Sooleuy: a fisherman in Myanmar


With Sooleuy in the waters of the river

I met him when we were riding the bike through New Bagan. We were in a hurry to tour that part where almost nobody goes and go to the place where we should meet our friends to watch the sunset. The New Bagan comprises many resident houses and few pagodas compared to Old Bagan. We saw a large pagoda facing the river and crowned by a huge dome made of gold. We stop to see it and explore the riverbank. A Burmese boy approached me to ask the typical: Where are you from?. I answered: Spain and he began to say names of Spanish soccer players. With the soccer pussy he was walking by my side all the time.

We went down to the river and Sooluey guided me along the simplest path. It started like this: with a typical soccer conversation. To then say that talking about football is a typical topic. Yes, but it unites people who have very little in common. And it is not an isolated fact of a country.

He Sooluey's English was more than basic because I had never studied it. He is a 26-year-old fisherman who went to school just enough to learn to read, write and some math. His English had acquired him from talking to tourists who were passing by. Amazing.

Explaining things in the most basic way possible we managed to have a long conversation in which we both learned things about how the other lived. He confessed that he loved to read about distant countries and, to my surprise, he knew many things about Spain, such as that different languages ​​were spoken, the Catalan nationalist sentiment and the figure of Franco. When he told me the latter I was freaking out. Without knowing how, I saw myself drawing a map of Spain in the sand of an island that formed the river. In it he explained our system of regions, the theme of Catalonia - saying until the time of Jaime I the Conqueror - of the Basque Country and even the Arab occupation! Sooleuy nodded and asked again. It was a sponge that just wanted water and more water.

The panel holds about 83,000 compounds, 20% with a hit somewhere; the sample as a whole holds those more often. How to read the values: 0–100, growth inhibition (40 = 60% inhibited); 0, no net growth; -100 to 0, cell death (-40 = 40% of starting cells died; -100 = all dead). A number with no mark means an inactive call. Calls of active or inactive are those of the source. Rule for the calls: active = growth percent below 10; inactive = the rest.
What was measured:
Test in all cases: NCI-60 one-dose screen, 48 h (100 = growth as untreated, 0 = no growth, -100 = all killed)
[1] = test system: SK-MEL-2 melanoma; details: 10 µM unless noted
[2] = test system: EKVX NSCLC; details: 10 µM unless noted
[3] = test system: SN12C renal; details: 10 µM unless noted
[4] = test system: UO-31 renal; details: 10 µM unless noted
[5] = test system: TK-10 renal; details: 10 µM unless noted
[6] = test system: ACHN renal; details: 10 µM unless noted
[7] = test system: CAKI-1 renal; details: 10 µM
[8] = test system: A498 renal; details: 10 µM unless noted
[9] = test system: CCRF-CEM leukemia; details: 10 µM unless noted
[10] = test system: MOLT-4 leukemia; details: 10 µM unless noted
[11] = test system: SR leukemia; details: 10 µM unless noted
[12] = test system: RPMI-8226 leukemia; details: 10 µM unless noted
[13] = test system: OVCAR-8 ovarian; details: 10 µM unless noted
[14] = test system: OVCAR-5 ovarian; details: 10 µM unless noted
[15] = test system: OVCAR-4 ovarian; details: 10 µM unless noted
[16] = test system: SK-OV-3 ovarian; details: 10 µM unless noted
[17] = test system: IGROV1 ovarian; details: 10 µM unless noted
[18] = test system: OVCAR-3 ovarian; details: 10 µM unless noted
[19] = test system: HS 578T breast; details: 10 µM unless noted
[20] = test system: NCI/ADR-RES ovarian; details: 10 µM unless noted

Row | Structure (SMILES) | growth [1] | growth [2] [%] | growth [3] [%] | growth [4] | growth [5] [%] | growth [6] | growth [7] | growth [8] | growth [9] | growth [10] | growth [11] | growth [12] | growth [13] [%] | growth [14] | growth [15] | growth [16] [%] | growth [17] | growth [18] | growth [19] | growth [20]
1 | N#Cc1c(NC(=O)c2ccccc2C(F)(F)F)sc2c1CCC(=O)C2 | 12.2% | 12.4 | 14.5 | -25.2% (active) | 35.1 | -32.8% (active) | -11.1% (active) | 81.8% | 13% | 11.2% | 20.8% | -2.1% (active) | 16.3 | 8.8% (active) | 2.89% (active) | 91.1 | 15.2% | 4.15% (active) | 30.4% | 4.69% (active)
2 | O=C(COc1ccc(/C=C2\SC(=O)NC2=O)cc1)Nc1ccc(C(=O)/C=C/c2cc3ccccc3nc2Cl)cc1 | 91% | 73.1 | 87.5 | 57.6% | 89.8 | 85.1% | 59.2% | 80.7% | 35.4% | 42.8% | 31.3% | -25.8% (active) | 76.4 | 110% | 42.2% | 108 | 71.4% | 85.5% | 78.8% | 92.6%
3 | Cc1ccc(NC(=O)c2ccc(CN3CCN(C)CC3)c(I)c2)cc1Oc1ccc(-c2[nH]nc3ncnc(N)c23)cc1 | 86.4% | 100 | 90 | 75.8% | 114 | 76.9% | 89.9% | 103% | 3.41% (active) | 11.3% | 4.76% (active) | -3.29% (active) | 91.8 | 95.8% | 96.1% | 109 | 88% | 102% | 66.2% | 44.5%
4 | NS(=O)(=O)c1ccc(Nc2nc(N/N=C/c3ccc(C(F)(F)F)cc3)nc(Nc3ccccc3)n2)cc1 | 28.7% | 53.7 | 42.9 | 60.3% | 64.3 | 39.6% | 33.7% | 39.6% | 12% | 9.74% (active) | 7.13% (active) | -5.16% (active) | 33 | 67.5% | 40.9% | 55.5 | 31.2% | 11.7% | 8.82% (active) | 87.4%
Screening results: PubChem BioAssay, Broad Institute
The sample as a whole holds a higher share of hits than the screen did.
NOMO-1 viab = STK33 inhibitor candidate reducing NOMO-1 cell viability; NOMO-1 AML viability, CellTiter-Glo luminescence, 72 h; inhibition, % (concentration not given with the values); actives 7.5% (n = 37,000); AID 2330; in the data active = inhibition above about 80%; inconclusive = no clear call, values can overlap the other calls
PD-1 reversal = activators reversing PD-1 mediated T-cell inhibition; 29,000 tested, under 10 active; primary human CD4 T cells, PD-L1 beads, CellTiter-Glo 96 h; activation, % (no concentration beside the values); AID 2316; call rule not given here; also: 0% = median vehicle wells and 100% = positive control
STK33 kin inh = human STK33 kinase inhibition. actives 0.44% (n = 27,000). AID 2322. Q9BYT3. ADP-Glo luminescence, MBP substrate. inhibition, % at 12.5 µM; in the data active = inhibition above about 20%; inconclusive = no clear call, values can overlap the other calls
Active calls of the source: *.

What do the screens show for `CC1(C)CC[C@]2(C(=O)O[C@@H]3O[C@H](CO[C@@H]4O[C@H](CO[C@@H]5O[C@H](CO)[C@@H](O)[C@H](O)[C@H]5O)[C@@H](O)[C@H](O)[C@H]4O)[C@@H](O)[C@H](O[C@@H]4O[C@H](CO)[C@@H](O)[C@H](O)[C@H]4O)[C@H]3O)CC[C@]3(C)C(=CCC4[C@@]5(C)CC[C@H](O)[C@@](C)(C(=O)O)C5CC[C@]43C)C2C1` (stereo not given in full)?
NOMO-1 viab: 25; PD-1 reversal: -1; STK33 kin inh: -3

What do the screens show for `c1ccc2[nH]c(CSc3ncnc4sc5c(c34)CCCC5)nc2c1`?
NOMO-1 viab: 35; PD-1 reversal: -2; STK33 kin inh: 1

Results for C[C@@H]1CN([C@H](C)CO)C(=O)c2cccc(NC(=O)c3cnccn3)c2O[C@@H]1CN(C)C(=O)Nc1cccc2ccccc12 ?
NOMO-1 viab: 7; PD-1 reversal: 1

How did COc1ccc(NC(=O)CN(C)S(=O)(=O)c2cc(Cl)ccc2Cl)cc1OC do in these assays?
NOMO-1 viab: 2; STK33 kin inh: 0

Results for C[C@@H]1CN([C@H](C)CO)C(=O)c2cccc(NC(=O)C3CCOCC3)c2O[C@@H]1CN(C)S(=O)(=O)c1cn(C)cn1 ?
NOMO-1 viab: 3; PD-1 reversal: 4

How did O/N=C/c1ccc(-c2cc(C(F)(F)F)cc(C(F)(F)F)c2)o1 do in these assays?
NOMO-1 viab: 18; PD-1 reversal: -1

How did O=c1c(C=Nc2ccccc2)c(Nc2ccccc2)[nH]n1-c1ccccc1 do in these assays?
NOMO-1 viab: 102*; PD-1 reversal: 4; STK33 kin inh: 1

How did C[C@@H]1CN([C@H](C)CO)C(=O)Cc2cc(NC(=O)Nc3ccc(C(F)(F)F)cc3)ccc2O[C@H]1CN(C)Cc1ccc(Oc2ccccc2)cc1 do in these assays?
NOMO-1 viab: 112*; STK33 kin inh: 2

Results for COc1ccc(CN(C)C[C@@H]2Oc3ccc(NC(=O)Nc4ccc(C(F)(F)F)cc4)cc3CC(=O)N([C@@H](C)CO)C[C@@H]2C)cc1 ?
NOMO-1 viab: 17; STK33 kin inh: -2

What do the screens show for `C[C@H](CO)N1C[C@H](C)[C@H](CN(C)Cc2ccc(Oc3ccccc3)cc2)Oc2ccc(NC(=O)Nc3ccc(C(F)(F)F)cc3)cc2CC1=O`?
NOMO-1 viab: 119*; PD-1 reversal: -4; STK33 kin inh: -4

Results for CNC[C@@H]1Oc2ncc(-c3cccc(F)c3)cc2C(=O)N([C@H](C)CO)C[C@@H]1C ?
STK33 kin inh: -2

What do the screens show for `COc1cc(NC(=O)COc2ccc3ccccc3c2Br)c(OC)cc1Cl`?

We talk about many more things about Europe, Spain, the World. His curiosity was endless. He explained to me the issue of the 2007 riots in which so many people killed in the streets died, monks among them. Sooleuy participated and paid a high price for it. He was jailed for 18 months. He was tortured - he showed me marks on the head and torn teeth - and knocked down his house with a bulldozer. He confessed to me that, despite everything, he was happy in Bagan but that the Government was very bad with the people and hated him.

After the demolition of his house and the sentence, his passport was taken away and he can never leave his country. So, how it sounds. I write it now and my hair is still on end. Of rage

Now he has a small rented fishing boat with two more friends and the three use it to fish and feed their families. As he was left homeless, he had to rent one in which he lives with his wife and a year and a half girl. They have no electricity or running water. The numbers just squared in his mind. The days that the fishing went well, I used to get about 1,000 K, when not about 500 K. I paid 4,000K a week to the owner of the house and he told me to feed the whole family one day - based on rice, fish and little more-left for about 600 K (half Euro). Check out